Tuesday

16 September 2014

“The Lord said to Gideon, ‘The troops with you are too many for me to give the Midianites into their hand. Israel would only take the credit away from me, saying, “My own hand has delivered me.”’” (v. 2)


Background

There are plenty of little sayings to help you: the more the merrier, many hands make light work, or too many cooks spoil the broth. There seems to be a maxim for every situation, and another to contradict it. I wonder what Gideon would have made of these in the context of today's passage.

Gideon is about to fight the Midianites, having sounded a trumpet summoning the Israelites to assemble for battle (Judges 6:34-35). Some 32,000 answer the call, but they are no match for the 135,000 of the enemy (Judges 8:10). But God's view is that 32,000 is too many. And by one means and another Gideon is finally left with 300.

It is easy to feel sorry for Gideon - who has 99% of his troops taken away from him. Bear too in mind what sort of man Gideon is - someone who struggles with confidence and courage. In Judges 6 Gideon doubts the words of the angel and questions that God might call someone whose clan is the least in Manasseh and who is the least in the family (Judges 6:15). And he then demands a sign from God as confirmation (Judges 6:19-24). But that's still not enough as Gideon asks for a second sign (Judges 6:36-29), and then for God to repeat it! Poor Gideon. How might you feel if you were in his place?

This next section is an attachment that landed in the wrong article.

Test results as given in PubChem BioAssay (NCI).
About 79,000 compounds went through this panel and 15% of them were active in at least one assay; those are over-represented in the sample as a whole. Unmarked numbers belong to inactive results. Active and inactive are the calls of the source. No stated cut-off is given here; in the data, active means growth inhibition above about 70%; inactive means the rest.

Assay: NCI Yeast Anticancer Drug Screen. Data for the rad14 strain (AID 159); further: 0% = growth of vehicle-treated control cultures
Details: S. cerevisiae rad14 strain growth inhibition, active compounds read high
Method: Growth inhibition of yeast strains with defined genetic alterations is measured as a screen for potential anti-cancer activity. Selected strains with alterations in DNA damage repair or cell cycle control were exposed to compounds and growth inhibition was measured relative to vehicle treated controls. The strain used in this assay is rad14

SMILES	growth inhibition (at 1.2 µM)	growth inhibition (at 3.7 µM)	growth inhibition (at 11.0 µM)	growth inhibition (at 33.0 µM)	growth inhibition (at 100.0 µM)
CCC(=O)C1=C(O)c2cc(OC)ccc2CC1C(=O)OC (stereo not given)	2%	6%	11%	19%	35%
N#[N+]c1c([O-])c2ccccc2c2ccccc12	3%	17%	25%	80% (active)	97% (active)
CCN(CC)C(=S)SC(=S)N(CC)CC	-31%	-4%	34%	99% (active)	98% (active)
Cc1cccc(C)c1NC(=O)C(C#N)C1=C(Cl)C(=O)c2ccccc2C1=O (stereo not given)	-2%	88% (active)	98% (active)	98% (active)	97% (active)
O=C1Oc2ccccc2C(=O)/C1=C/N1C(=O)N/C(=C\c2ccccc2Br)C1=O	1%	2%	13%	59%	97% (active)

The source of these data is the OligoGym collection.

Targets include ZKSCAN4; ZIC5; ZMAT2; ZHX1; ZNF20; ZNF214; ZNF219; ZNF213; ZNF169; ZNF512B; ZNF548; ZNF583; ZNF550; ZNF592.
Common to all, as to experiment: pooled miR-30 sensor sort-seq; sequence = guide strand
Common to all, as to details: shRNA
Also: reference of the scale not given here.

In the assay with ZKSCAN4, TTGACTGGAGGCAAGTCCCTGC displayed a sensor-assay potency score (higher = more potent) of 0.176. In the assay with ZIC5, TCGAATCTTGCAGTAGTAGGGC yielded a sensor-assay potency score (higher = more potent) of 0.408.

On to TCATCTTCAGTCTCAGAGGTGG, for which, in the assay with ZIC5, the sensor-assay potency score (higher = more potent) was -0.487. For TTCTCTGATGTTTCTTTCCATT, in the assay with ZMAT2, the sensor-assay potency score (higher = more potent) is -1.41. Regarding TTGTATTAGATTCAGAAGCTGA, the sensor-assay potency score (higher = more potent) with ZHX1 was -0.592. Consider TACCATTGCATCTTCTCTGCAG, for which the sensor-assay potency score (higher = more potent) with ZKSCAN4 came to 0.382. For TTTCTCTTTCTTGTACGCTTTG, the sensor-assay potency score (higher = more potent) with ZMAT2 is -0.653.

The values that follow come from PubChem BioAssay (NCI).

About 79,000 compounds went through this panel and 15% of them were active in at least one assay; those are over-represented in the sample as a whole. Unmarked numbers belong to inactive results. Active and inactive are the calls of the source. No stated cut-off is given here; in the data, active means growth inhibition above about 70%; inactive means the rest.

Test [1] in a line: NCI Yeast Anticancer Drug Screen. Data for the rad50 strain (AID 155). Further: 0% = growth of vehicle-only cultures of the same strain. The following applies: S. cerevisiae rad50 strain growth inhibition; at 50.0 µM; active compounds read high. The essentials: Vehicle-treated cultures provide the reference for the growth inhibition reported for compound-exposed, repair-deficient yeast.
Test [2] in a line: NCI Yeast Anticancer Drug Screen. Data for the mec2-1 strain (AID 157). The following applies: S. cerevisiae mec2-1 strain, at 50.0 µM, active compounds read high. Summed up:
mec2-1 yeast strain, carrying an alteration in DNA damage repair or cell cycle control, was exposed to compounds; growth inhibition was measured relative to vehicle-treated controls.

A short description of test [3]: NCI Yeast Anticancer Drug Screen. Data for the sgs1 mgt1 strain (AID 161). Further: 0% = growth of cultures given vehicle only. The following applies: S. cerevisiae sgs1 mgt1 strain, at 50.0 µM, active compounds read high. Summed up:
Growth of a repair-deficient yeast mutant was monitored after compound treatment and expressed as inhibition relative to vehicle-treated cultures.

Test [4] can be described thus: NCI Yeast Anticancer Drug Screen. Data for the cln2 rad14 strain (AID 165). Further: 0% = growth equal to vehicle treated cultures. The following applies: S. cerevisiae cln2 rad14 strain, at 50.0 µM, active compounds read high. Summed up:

The reasoning God gives to Gideon for leaving him with only 300 men is that if they are too many on his side "Israel would only take the credit away from me". No judgement is made against the 22,000 who leave Gideon because they are fearful or trembling - their heart is not in it; or the 9,700 who knelt down to drink. (Compare this with Jesus' words in John's Gospel where he speaks about being the true vine and his Father the vinegrower, cutting out every branch in me that bears no fruit and pruning other branches so that they bear more fuit (John 15:1-11).)

In an age when church attendance is in decline (link to Statistics for Mission), what might this passage have to say? Could it possibly be that it is because God is going to do great things with his disciples and if there were too many then the credit would be taken away from God?


To Ponder

  • How do you react to the suggestion that the Church is declining so that God can do great things with it? Or is this a cop-out?
  • How much reassurance and confirmation do you need when responding to God?
  • What is your view of a God who wants to ensure that God receives the credit?
  • After a dream (verses 13-14) and signs from God assuring Gideon of victory, Gideon worshipped God (and presumably gave God thanks). But this worship took place before the battle. How good are you at thanking God? And before something happens? 


Bible notes author:    Ken Kingston

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